Hertz agrees to government oversight of recalled cars

by Gary Stoller, USA Today

Hertz has struck an agreement with safety advocates to ask Congress to put recall oversight of the industry under the National Highway Traffic Safety Administration (NHTSA).

Sen. Charles Schumer, D-N.Y., and Sen. Barbara Boxer, D-Calif., say they plan to introduce legislation to do that after Congress reconvenes later this month.

NHTSA has been investigating the auto-rental industry for more than a year after the industry was accused by safety advocates of renting cars that were recalled by automakers but not repaired.

According to NHTSA, which sets and enforces motor-vehicle safety standards, all safety recalls involve a risk to motor vehicle safety, and the vehicles should be fixed promptly.

Federal law prohibits manufacturers and new car dealers from selling recalled vehicles before they are fixed. But it doesn’t apply to rental car companies.

NHTSA has jurisdiction over auto manufacturers. But it’s had no authority over the rental companies. The companies are the largest buyers of new cars and the largest source of used cars in North America.

The agency has said it would welcome jurisdiction over the industry.

Enterprise, the largest auto-rental company, and Avis Budget, the third-largest, haven’t joined Hertz in its agreement with Sacramento-based Consumers for Auto Reliability and Safety.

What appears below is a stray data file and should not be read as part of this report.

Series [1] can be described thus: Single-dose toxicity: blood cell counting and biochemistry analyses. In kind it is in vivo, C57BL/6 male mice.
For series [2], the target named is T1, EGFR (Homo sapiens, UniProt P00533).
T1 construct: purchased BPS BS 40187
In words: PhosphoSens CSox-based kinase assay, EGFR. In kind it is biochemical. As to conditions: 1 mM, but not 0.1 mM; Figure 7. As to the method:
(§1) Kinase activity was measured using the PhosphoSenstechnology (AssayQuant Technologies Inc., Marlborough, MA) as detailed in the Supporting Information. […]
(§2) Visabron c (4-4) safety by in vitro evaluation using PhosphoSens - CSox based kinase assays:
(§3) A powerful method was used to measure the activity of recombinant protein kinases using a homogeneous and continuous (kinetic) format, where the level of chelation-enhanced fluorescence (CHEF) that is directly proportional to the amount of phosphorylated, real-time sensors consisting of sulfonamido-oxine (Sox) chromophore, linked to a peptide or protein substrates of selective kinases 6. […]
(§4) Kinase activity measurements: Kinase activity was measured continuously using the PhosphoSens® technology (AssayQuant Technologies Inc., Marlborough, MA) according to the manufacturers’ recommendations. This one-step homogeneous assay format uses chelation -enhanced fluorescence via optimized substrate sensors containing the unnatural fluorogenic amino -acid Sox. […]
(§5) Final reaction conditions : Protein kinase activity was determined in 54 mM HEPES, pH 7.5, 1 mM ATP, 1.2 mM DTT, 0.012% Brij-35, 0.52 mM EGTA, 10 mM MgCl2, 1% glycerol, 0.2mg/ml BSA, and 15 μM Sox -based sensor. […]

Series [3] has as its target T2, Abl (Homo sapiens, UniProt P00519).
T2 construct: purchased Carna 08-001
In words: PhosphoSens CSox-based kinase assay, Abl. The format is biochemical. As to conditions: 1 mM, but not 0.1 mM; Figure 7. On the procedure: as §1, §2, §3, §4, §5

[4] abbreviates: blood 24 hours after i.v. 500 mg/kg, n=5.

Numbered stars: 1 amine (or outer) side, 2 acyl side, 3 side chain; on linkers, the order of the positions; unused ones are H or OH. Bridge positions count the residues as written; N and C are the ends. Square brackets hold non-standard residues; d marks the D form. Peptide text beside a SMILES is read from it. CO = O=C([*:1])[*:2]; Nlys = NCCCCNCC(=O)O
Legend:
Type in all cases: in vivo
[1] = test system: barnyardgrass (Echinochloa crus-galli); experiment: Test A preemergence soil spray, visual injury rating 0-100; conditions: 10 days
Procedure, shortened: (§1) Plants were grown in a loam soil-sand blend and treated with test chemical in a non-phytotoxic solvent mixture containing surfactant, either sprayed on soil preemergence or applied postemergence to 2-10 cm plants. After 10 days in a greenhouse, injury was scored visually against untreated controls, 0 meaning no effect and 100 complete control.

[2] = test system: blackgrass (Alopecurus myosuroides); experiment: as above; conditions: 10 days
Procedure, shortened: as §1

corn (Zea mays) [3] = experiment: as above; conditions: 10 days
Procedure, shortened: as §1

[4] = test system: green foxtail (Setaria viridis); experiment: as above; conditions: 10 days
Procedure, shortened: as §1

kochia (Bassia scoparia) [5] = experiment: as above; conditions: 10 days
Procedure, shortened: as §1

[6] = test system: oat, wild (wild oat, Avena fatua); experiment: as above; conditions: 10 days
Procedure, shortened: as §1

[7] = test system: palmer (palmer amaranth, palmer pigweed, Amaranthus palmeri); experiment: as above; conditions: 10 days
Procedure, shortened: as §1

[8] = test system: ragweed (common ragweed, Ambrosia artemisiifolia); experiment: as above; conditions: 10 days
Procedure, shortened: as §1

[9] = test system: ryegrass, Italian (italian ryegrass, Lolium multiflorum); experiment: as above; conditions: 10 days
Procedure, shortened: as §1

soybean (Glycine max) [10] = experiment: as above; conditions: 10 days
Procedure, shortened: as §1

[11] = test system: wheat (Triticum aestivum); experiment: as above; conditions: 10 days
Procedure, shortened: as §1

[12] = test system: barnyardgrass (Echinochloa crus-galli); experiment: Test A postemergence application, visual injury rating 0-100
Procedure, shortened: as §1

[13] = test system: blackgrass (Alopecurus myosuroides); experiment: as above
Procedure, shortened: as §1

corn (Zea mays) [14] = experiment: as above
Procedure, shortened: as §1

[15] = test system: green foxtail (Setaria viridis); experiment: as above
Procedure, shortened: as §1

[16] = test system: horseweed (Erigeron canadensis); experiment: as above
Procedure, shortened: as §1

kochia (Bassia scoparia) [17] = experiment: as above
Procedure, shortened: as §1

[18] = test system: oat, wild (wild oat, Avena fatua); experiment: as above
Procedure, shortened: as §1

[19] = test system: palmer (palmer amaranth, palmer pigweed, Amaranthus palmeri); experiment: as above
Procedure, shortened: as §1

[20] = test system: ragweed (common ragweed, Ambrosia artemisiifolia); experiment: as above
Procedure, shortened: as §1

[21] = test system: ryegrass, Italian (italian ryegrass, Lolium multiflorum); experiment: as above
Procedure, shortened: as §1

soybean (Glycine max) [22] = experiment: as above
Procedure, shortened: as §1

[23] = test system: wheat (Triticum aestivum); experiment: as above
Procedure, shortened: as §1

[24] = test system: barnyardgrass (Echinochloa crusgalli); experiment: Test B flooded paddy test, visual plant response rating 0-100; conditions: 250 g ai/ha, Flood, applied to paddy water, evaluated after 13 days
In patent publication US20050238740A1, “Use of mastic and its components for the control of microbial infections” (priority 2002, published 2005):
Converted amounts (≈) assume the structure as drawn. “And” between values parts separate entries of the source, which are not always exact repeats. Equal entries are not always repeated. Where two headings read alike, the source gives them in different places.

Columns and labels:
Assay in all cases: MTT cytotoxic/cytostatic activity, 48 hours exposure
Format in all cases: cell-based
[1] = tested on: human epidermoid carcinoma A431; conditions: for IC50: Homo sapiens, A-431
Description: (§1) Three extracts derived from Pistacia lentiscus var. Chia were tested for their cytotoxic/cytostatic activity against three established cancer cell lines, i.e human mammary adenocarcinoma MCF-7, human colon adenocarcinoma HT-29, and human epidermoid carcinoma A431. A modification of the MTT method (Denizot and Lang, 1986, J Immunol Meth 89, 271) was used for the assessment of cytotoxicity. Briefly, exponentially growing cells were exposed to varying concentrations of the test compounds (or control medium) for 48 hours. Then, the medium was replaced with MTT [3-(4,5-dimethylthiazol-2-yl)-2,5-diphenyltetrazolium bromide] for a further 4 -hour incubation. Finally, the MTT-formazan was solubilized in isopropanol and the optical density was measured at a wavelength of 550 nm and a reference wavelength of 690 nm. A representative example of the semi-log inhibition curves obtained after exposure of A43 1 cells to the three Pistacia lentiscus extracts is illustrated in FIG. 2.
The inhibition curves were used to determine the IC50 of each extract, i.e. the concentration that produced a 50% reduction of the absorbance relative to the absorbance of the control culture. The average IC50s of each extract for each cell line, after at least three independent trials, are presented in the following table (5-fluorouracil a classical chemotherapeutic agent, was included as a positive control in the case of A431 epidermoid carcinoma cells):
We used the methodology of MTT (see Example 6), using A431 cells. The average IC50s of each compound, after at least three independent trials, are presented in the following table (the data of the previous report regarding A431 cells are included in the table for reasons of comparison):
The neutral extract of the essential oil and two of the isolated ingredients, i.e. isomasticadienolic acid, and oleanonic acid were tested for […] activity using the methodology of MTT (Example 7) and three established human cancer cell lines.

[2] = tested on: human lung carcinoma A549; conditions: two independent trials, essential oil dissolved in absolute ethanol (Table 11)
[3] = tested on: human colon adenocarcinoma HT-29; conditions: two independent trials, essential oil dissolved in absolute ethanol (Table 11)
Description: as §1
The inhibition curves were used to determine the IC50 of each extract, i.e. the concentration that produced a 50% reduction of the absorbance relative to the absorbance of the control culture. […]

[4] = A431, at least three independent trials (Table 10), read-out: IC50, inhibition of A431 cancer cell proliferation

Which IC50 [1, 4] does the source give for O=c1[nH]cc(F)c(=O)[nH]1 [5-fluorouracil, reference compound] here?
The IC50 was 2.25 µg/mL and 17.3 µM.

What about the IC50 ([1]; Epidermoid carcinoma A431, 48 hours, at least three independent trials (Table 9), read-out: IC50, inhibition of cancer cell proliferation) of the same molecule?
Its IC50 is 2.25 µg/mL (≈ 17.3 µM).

Enterprise spokeswoman Laura Bryant says large recalls in recent years prompted Enterprise to "make significant changes and improvements" in its inspection and repair of recalled vehicles. "Proposed legislation to date has not reflected these changes and, therefore, is well-meaning but unnecessary," she says.

Avis Budget Group spokesman John Barrows says rental car companies would be unfairly singled out by legislation forcing them to ground recalled vehicles until they are repaired, and leave taxi and limousine companies untouched.

Nonetheless, Barrows says, Avis Budget Group has been reviewing the agreement between Hertz and consumer advocates.

Hertz Senior Vice President Richard Broome says the agreement to seek government oversight of safety recalls conforms to the company’s policy of not renting recalled vehicles until they are repaired.

Rosemary Shahan, president of the consumer group, says, "It’s unprecedented for a major rental car company to actively support a new federal law that would require the industry to ground unsafe, recalled cars until they’re fixed."

Shahan also credits USA TODAY, which spent the past two months researching rental car safety issues, for helping spark an agreement.